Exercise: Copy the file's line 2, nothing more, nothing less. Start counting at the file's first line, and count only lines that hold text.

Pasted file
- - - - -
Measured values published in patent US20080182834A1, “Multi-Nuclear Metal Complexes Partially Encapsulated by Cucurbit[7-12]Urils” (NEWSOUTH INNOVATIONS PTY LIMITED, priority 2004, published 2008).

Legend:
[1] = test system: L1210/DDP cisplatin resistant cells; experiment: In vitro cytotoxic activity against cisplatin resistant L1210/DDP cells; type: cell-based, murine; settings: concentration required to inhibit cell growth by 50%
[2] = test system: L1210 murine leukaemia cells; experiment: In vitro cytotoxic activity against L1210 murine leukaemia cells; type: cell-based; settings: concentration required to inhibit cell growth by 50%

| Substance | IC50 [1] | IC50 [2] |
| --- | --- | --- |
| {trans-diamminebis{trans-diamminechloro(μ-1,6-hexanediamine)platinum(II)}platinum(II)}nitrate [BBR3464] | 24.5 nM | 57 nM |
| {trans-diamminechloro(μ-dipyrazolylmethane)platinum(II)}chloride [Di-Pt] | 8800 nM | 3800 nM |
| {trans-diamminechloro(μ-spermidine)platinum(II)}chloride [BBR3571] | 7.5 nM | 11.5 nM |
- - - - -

Legend: